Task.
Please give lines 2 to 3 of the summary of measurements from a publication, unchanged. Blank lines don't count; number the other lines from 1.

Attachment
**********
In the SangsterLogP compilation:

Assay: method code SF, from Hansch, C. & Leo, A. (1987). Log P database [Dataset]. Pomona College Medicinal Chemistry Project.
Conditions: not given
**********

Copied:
Assay: method code SF, from Hansch, C. & Leo, A. (1987). Log P database [Dataset]. Pomona College Medicinal Chemistry Project.
Conditions: not given